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to the parables of our Lord, Luke xi. 8. and xviii. 5. and, the a<ftaA*Vf«s of the apostle, 1 'shess. v. 17- And whoever considers human nature well, and remembers how soon pious motions vanish, and how little they effect, will discern a plain reasbn5 both for .vehemence and perseverance in prayer: for vehemence, that the soul may be deeply impressed by pious passions; for perseverance, that such impressions may not be effaced and obliterated. Nor let any one fancy, that prayer thus qualified has not a better influence upon God, as well as upon ourselves: 'tis true, God is void of the painfulness and defects of human passions, but not of the Perfection of divine ones. Woe were to us, if God were an inflexible, inexorable Deity, and incapable of being wrought upon by the incessant importunity of his poor creatures: woe were to us, if the softness and the tenderness of the divine Nature did not infinitely exceed the little resemblances of it in man. If, in a word, God did not abound in goodness, mercy, and compassion, more easily to be moved and excited than those human passions that bear some analogy to them. Next to conversation with God by prayer, the conversation of' good men does wonderfully contribute to the building us up in faith and virtue. How does the fense and experience of such as deserve
our our esteem and affection, settle and establish our judgment when they concur with us! how does their knowledge enlighten us, their reason strengthen our faith, and their example inflame us with emulation! A pious friendship renders religion it self more engaging: it sanctifies our very diversions and recreations, and makes them minister to virtue ; it minds us when we are forgetful, supports and encourages us when we faint and tire, reproves and corrects us when we give back, and recalls us into the right path when we go out of it. This «, or this should be, the business of conversations tile end and advantage of friend/hip: we should be often talking together of the things of God, communicating and laying open the state of our fouls, our fears, our hopes, our improvements, and defects; we should watch over one another, comfort and support one another; oxx: discourse should always minister new warmth, or new strength to our holy faith and love. But among all the means of grace, there is no one does so much corroborate and nourissh the soul of man as the Holy Eucharist. How many wife and impartial reflections does the preparation for it occasion? What unfeigned humility, and what a profound awe of the divine Majesty, does a previous Jeff-examination beget in us? 'What a tender fense of the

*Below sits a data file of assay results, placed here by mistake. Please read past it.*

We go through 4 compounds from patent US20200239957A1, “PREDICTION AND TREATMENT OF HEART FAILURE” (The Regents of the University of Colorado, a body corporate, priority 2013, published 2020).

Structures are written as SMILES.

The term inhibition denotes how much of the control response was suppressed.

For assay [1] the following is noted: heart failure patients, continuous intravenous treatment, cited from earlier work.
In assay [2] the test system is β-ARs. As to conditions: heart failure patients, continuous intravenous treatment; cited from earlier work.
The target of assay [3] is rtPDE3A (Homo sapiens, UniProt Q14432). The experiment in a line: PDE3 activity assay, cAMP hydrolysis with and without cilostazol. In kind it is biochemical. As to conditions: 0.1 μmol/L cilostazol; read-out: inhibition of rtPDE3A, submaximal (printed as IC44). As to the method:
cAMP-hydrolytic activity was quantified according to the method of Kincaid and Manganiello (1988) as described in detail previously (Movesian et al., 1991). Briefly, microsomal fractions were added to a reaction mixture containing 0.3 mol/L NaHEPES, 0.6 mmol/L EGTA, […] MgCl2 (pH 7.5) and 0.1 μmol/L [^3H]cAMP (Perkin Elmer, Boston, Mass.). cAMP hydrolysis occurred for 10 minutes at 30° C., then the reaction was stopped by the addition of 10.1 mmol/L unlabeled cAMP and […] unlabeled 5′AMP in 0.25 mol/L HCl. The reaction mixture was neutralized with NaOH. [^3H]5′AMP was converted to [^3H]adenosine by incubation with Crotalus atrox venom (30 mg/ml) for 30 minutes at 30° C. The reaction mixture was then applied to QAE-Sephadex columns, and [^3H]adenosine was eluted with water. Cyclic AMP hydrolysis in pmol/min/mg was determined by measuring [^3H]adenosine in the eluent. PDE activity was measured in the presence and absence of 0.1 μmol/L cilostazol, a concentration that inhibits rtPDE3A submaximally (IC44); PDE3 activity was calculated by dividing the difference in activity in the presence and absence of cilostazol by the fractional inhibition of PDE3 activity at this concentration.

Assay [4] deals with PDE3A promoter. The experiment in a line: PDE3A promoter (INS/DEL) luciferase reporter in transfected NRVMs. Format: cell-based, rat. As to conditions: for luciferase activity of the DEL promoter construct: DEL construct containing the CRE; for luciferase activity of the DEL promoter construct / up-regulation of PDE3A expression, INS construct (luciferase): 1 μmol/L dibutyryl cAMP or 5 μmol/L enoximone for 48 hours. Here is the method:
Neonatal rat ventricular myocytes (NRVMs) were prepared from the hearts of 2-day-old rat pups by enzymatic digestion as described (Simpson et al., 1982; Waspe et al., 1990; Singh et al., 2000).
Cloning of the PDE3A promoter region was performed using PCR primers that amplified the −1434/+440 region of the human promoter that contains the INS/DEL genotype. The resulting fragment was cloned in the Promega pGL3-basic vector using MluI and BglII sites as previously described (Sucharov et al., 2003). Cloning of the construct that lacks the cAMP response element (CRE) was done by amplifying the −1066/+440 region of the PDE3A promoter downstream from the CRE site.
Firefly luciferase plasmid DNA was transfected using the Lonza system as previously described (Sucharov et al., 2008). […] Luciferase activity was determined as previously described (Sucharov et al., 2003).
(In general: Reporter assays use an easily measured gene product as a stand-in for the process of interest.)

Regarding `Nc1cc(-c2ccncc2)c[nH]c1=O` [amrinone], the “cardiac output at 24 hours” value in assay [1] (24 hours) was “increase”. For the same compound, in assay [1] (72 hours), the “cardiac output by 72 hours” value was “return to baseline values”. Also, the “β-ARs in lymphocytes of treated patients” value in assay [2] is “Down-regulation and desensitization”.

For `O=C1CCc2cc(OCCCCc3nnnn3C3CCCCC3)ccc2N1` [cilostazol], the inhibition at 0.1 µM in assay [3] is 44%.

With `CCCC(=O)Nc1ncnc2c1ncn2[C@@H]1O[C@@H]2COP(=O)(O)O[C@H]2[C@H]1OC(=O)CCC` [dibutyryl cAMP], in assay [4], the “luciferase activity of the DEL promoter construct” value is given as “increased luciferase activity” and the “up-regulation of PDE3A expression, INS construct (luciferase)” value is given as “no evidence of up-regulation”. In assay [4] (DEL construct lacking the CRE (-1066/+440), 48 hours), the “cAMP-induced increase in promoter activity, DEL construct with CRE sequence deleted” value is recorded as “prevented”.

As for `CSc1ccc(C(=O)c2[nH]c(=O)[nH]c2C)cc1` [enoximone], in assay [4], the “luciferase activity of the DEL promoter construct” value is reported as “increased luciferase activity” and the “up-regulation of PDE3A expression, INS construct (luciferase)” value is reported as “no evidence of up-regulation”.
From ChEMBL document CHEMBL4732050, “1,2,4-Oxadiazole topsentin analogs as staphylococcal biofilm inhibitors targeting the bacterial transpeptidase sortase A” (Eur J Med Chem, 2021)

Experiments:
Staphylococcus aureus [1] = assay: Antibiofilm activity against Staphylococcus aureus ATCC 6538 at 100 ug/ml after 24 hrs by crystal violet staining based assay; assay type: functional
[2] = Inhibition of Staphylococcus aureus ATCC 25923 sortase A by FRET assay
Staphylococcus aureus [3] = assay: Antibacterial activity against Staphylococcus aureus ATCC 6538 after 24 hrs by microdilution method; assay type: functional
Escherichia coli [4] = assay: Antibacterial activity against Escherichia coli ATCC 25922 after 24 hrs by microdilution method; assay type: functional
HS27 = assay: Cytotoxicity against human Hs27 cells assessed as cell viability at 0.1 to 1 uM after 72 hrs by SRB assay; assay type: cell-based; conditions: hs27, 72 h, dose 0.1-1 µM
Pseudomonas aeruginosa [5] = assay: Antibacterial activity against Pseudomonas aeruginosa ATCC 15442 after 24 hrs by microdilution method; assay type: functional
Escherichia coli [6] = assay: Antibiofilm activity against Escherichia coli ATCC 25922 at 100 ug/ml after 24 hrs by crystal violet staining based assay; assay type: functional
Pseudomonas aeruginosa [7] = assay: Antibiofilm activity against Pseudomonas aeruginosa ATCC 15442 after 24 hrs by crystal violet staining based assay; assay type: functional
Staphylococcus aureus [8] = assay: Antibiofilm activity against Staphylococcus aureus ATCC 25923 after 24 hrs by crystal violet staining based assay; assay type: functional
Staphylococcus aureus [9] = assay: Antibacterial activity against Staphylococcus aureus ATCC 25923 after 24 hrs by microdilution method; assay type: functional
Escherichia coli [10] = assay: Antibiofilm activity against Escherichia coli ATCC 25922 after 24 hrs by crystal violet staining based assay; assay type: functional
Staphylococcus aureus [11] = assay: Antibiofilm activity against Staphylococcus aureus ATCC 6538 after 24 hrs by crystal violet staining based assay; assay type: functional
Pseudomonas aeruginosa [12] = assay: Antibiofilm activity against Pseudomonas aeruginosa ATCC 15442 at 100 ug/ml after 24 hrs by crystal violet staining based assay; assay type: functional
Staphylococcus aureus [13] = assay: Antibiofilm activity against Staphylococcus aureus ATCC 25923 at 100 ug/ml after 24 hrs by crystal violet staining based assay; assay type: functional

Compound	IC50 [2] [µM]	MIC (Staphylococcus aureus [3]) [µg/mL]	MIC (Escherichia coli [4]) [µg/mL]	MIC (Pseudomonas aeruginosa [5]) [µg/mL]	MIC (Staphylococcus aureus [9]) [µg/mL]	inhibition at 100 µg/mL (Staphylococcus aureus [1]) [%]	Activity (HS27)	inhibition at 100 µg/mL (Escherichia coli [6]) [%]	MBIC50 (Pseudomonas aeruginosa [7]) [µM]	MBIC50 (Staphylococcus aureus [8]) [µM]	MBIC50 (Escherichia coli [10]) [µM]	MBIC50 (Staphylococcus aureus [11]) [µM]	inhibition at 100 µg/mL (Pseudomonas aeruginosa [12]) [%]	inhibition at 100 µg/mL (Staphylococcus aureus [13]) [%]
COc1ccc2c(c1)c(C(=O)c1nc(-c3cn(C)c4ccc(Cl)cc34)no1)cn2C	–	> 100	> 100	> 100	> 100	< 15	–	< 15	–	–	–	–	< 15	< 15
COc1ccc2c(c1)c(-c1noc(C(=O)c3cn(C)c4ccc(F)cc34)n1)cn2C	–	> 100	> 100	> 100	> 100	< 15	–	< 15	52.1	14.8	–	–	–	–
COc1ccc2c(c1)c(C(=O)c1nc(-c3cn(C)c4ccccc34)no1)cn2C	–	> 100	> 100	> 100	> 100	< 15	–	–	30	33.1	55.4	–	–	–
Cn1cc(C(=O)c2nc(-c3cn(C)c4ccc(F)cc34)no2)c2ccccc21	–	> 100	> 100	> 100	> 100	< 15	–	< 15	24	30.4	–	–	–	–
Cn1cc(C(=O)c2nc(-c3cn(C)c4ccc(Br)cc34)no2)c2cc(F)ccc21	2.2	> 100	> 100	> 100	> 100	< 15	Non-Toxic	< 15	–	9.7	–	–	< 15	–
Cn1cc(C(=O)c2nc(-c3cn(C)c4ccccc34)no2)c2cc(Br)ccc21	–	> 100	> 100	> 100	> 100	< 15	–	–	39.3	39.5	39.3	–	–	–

divine Love does the contemplation of the whole mystery inkindle? What firmness and resolution do we derive from fresh vows and repeated engagements; and these offere'd up with so much solemnity? And how much, finally, is the habit of holiness improved by that spiritual pleasure, which the sensible assurances of grace and salvation work in us, by that awe and holy fear which the whole action leaves behind on our minds, and the zeal, vigilance, and circumspection it obliges us to tor the time following? Not to mention here, how the participation of this holy sacrament obliges us to a most solemn exercise of repentance towards God, and faith in our Lord Jesus, of brotherly love and charity, and the hope of immortality and glory. Here, in a word, we prepare to meet God, as we would do in death and judgment; here we make an open profession of our holy faith, renounce the world and flesh, all our sinful or vain desires; devote our selves to the service of Jesus; and learn to expect happiness from nothing else, but the merits and the imitation of his Cross. So profound is the wisdom of this institution, that it evidently speaks God the author of it, and proclaims the too common neglecl of it in most parts of this nation, an inexcusable sin and folly.